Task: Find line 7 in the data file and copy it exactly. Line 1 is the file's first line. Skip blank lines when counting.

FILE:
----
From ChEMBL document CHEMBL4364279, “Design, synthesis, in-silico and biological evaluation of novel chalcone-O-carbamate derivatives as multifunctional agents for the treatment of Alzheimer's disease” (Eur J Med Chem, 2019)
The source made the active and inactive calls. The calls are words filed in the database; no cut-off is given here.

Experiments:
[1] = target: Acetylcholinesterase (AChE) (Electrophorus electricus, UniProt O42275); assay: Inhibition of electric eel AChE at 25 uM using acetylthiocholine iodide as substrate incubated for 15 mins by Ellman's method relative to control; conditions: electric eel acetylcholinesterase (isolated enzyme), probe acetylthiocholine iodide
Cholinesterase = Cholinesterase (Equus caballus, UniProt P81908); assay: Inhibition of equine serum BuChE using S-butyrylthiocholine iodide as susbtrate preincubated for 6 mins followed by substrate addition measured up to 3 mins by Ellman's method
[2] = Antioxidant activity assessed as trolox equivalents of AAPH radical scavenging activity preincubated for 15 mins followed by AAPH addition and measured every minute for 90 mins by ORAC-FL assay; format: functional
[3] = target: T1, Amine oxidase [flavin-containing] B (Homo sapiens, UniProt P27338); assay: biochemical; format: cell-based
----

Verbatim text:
[3] = target: T1, Amine oxidase [flavin-containing] B (Homo sapiens, UniProt P27338); assay: biochemical; format: cell-based